Five New York City parks—one in each borough—are going to get a $30 million facelift as part of a Parks Department project Mayor de Blasio is calling Anchor Parks, which he says is intended to upgrade large parks in under-served neighborhoods. "This is about fairness," the mayor said at a press conference in the Bronx on Thursday, adding, "For a lot of New Yorkers this is where they spend their summer vacation. For a lot of people who can't afford to travel, a park is everything to them."
Rather than spread $150 million in funding across NYC's nearly-2,000 public parks, Commissioner Michael Silver told WSJ this week that the idea is to upgrade a few, dramatically. "Spending $30 million in each park really gives you the kind of transformation where the neighborhood sees the difference," he said.
Saint Mary's Park in Mott Haven—the largest park in the South Bronx—has been chosen, along with Betsy Head Park in Brownsville, Freshkills Park on Staten Island, Highbridge Park in Washington Heights, and Astoria Park in Queens. Upgrades will include new soccer fields, bathrooms, hiking trails, sprinklers, and baseball fields and tracks. According to the city, close to a tenth of NYC's population lives within walking distance of one of these parks.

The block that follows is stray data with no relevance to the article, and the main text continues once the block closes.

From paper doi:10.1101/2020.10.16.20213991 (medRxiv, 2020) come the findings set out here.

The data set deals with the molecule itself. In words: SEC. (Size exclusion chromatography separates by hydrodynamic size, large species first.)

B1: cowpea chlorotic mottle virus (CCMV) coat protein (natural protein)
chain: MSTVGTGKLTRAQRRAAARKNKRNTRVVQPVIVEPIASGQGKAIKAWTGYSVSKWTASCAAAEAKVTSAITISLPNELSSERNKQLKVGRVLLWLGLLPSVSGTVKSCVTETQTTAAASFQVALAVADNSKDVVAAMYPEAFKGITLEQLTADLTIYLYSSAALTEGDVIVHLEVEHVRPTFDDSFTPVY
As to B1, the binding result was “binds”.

Asked on Thursday if he also had plans to build new parks in NYC—former mayor Michael Bloomberg got a lot of credit for that sort of thing, although not every green space he promised has come to fruition—de Blasio said, "absolutely." A significant amount of the new park land will be part of the mayor's controversial neighborhood rezoning plan. Often, a developer will incorporate green space as part of a large-scale residential project.
Geoffrey Croft of New York City Park Advocates said Thursday that while "any funds to Parks is welcomed," he's concerned about how these improvements will impact parks that are lacking in general maintenance. At Highbridge Park, he said, there are ongoing issues with erosion and invasive tree species. "It's a drop in the bucket for what's actually needed," he said, of the $150 million commitment.
Parks stressed Thursday that it is also investing in smaller parks in low-income neighborhoods. Eight NYC parks are also slotted for renovations around their perimeters.
Each of the five selected parks is expected to be under construction for three to four years with partial closures, according to WSJ. Parks spokesman Sam Biederman said Thursday that the next step is to meet with each community to field suggestions. To discuss any specific improvements for any one park would be "premature," he said.